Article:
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Summit of Americas' Final Declaration Reflects Disagreements - 2004-01-14

In Monterrey, Mexico leaders of 34 nations from the Western Hemisphere, including President Bush, ended a two-day special Summit of the Americas on Tuesday with renewed commitments to fight terrorism, corruption and poverty. President Bush used the venue to advance his proposals and to enhance relations with some regional neighbors.

In the end, the United States did not get all that it had wanted from this summit, but the meeting did provide the opportunity for President Bush to meet with regional counterparts in formal sessions and in one-on-one encounters. There were obvious points of disagreement during the two days of meetings, but the host, Mexican President Vicente Fox, says the overall tone was constructive.

He said the discussions often included sharp differences of opinion and ideology, but that they were always characterized by respect for each person and each person's point of view.

One of the sharpest divides was over the issues of free trade and the fight against poverty. President Bush and President Fox extolled the benefits of free trade and referred to the expansion in commerce that has resulted from the North American Free Trade Agreement that unites their nations and Canada.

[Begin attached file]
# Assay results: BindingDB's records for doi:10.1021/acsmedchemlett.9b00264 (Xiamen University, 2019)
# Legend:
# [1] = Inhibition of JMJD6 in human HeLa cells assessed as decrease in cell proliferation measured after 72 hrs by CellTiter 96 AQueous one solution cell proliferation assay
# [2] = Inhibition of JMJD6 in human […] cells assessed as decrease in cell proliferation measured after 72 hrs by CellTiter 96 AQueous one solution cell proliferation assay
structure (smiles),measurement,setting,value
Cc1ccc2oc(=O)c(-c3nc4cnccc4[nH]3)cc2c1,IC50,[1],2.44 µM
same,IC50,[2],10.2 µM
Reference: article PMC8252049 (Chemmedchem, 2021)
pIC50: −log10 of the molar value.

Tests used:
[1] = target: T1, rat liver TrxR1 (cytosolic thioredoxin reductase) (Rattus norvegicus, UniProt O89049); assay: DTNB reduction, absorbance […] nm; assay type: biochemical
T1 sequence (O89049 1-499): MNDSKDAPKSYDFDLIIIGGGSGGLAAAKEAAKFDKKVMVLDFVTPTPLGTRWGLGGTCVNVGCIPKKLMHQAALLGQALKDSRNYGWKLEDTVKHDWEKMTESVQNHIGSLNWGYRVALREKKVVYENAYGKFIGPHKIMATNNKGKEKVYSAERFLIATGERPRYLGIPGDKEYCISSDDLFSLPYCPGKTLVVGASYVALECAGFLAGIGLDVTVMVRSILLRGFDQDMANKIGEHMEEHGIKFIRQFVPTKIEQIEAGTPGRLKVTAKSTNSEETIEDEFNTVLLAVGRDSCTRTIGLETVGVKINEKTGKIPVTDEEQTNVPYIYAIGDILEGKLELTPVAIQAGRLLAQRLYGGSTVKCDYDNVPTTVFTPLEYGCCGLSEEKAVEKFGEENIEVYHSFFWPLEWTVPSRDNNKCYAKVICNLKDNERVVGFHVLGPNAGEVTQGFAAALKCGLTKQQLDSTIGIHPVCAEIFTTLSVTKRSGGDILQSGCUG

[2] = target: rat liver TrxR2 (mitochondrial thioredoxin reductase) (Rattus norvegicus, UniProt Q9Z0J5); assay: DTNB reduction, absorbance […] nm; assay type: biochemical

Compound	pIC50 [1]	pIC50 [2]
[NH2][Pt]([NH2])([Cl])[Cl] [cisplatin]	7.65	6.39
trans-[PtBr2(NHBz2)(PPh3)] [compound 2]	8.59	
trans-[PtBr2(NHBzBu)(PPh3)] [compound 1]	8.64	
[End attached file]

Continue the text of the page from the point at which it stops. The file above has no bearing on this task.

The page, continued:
Brazilian leader Luiz Inacio Lula da Silva argued that regional leaders must make the effort to reduce poverty their primary goal. He said the gap between rich and poor in Latin America is growing and that free trade alone will not resolve this problem.

There was also disagreement over a U.S. proposal to bar leaders of corrupt nations from participation in future summits. Some nations were concerned over what criteria would be used to determine whether a nation was corrupt.

In the final declaration, summit participants simply agreed to fight against corruption through consultations. The declaration also side-stepped the trade issue, leaving that for another time and place. The closing statement did include pledges of further regional cooperation in the effort to stop terrorism.

During the summit, President Bush also discussed his new immigration proposal with President Fox, who backed the idea. President Bush also invited his Mexican counterpart to his ranch in Texas for a bilateral meeting in March.

President Bush also had an opportunity to meet with Canada's new Prime Minister, Paul Martin, to discuss the mad cow disease problem and other issues. Mr. Bush also announced that Canada would be able to bid on future reconstruction projects in Iraq that are valued at more than $4.5 billion.